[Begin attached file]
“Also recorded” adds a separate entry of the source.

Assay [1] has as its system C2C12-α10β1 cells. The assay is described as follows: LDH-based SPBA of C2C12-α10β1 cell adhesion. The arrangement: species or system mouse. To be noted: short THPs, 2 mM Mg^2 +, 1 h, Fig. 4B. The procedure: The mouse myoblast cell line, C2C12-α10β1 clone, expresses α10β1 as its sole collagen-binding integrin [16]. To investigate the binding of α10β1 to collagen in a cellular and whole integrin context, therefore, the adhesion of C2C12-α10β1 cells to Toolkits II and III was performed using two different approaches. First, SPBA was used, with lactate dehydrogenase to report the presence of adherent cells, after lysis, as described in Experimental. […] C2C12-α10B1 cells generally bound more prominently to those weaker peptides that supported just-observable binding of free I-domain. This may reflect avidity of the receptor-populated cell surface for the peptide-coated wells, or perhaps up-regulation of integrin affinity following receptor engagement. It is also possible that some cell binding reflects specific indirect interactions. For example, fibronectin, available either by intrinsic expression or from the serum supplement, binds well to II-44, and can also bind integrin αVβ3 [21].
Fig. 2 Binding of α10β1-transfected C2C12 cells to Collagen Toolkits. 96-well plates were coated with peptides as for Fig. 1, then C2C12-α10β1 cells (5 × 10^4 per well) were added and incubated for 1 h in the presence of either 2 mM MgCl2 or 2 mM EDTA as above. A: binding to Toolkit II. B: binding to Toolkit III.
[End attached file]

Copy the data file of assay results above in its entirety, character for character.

“Also recorded” adds a separate entry of the source.

Assay [1] has as its system C2C12-α10β1 cells. The assay is described as follows: LDH-based SPBA of C2C12-α10β1 cell adhesion. The arrangement: species or system mouse. To be noted: short THPs, 2 mM Mg^2 +, 1 h, Fig. 4B. The procedure: The mouse myoblast cell line, C2C12-α10β1 clone, expresses α10β1 as its sole collagen-binding integrin [16]. To investigate the binding of α10β1 to collagen in a cellular and whole integrin context, therefore, the adhesion of C2C12-α10β1 cells to Toolkits II and III was performed using two different approaches. First, SPBA was used, with lactate dehydrogenase to report the presence of adherent cells, after lysis, as described in Experimental. […] C2C12-α10B1 cells generally bound more prominently to those weaker peptides that supported just-observable binding of free I-domain. This may reflect avidity of the receptor-populated cell surface for the peptide-coated wells, or perhaps up-regulation of integrin affinity following receptor engagement. It is also possible that some cell binding reflects specific indirect interactions. For example, fibronectin, available either by intrinsic expression or from the serum supplement, binds well to II-44, and can also bind integrin αVβ3 [21].
Fig. 2 Binding of α10β1-transfected C2C12 cells to Collagen Toolkits. 96-well plates were coated with peptides as for Fig. 1, then C2C12-α10β1 cells (5 × 10^4 per well) were added and incubated for 1 h in the presence of either 2 mM MgCl2 or 2 mM EDTA as above. A: binding to Toolkit II. B: binding to Toolkit III.